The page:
Mindful Dementia Care
Ruth Dennis’ Mindful Dementia Care is at once educational and inspiring. In this necessary book, Dennis writes to the caregivers of elders, her term for those living with dementia. With a sensitive approach, Dennis discusses all sides of dementia, providing helpful information regarding the process of the disease and treatment options, heartwarming anecdotes from her personal experiences, and passionate words that encourage truly loving care. As a Certified Dementia Practitioner who has worked as the social services director for Vista Living Care Community in Santa Fe, New Mexico for over nineteen years, Dennis is more than qualified to write on this topic.
The book begins with brief snapshots of exchanges between elders and their caregivers, setting the stage for the kind of lovely storytelling style that appears throughout the text. Dennis then seems to wrap the reader into her arms with warm, empathetic passages that speak to the caregiver’s struggles, acknowledging that it is hard to conjure up enough time and energy to love elders fiercely. But she continues to tenderly remind caregivers that they are not alone, urging them to be honest with themselves and others about what they can and cannot do, so that help can be brought in before serious problems arise. Following a warning about the dangers of burnout in caregivers, Dennis urges caregivers to seek love, joy, and hope in the midst of dementia.
One of the best ways to cope with dementia as a caregiver, Dennis posits, is being open and honest about the disease process. She walks readers through detailed explanations of the different progressive dementias and lists common symptoms caregivers can expect to see from their loved ones. While discussing the varied stages of dementia, Dennis asserts that, while the disease “sucks,” elders are resilient and still deserving of honor and respect. Throughout the book she explains a variety of ways in which caregivers can offer care rooted in love. She also understands the stress caregivers face when making difficult decisions, so she weaves rhetorical questions throughout the book that will guide the reader through the decision-making process.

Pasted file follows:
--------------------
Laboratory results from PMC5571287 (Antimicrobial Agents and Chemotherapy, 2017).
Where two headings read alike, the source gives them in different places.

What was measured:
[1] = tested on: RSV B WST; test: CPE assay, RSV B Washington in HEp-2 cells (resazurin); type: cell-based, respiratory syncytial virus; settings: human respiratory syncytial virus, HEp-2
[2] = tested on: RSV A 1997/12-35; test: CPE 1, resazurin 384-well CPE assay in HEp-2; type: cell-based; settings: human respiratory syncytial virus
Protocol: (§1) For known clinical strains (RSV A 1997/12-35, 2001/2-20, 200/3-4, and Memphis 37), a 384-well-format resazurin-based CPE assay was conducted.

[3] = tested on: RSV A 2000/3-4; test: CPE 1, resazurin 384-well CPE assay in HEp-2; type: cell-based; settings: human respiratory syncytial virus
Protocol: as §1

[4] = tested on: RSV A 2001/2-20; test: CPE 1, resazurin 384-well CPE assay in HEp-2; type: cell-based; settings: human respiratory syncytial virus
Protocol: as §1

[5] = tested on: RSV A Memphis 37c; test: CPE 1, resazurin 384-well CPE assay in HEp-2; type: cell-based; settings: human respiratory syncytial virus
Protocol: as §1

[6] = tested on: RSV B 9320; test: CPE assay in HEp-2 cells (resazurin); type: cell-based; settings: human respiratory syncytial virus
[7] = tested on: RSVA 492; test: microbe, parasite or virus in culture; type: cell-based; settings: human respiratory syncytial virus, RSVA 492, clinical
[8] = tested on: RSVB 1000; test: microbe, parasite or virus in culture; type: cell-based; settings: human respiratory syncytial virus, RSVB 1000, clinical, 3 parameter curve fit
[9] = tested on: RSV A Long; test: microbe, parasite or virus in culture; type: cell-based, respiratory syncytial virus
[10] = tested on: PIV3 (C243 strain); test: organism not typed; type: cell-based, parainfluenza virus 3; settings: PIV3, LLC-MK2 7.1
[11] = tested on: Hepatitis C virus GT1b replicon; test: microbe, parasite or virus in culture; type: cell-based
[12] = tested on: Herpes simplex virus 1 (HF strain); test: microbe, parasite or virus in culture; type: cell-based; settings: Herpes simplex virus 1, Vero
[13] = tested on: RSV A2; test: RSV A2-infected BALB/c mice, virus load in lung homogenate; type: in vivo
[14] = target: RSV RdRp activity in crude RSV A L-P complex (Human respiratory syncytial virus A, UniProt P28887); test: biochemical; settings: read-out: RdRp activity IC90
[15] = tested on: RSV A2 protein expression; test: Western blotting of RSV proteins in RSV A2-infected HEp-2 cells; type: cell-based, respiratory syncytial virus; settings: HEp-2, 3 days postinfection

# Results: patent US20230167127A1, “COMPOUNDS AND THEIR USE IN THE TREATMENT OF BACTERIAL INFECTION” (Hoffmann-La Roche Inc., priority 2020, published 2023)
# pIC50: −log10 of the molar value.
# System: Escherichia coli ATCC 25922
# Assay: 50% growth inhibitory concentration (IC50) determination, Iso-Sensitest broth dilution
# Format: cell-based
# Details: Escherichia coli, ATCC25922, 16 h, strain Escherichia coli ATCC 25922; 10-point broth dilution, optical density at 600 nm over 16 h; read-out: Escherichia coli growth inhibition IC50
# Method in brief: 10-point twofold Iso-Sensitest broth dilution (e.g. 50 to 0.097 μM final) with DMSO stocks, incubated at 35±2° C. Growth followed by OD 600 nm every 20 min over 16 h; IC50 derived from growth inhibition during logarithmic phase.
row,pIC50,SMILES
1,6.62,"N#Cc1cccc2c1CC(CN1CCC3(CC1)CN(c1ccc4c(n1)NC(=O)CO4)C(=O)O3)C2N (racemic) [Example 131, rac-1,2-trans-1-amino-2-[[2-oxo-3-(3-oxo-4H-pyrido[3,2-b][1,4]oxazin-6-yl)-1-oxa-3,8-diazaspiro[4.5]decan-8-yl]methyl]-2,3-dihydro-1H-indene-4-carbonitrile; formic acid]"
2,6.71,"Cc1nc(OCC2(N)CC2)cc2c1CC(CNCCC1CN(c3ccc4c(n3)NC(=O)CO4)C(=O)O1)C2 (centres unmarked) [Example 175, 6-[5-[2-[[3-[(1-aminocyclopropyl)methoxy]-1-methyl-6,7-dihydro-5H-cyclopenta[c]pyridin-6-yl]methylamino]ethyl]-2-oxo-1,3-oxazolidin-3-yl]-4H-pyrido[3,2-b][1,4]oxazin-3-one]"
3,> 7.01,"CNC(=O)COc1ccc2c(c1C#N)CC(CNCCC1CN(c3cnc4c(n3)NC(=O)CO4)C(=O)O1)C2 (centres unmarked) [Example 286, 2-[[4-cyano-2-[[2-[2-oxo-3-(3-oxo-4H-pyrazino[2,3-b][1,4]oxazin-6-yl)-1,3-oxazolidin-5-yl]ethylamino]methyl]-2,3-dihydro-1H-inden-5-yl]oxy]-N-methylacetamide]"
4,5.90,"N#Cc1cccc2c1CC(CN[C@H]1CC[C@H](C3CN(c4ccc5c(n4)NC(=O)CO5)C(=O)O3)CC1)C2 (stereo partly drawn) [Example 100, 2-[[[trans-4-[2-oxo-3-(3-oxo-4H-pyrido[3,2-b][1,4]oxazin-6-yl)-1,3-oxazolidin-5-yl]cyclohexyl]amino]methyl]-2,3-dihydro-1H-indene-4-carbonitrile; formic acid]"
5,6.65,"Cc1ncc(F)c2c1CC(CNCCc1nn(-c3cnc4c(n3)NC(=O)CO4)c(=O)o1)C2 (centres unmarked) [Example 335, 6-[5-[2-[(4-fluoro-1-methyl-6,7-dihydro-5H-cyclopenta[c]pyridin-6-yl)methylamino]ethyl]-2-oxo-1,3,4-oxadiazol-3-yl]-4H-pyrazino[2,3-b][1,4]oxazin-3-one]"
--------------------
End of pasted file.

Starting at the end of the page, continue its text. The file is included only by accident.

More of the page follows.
To help caregivers understand treatment options, Dennis lists the many categories of medication for dementia and explores the pros and cons of each; she explains that while treating an elder with medication, his or her comfort should be the priority. Although there is no cure for dementia, Dennis insists that elders are not victims, but rather creative, wise, humorous, and kind human beings who can still live a joyful and loving life.
In the penultimate chapter, Dennis seeks to dispel nine common myths regarding dementia including “Home is always better,” People who need help are weak and worthless,” and “There’s no hope.” With respectful arguments, Dennis attacks the barriers that these false claims uphold. Her final chapter offers a beautiful mix of inspirational interviews with other caregivers that will touch every reader. She ends the book with an incredible list of resources to encourage further reading.
Offering hope and a well-balanced view of palliative care, this deeply compassionate book needs to be read by every caregiver. Love emanates from its pages, and Dennis’ words have the power to change lives.
After editing at City Book Review for a few years, I took up the duties of editorial assistant, which include assigning books for review, posting reviews to our various sites, and nagging reviewers for things. In my non-nagging time, I’m a gamer, artist, writer, and notorious black thumb/bane of plants. My answer to every book-related question: read Octavia Butler.
|Page Count||89 pages|
|Publisher||Terra Nova Books|
|Amazon||Buy this Book|
|Category||Health, Fitness & Dieting|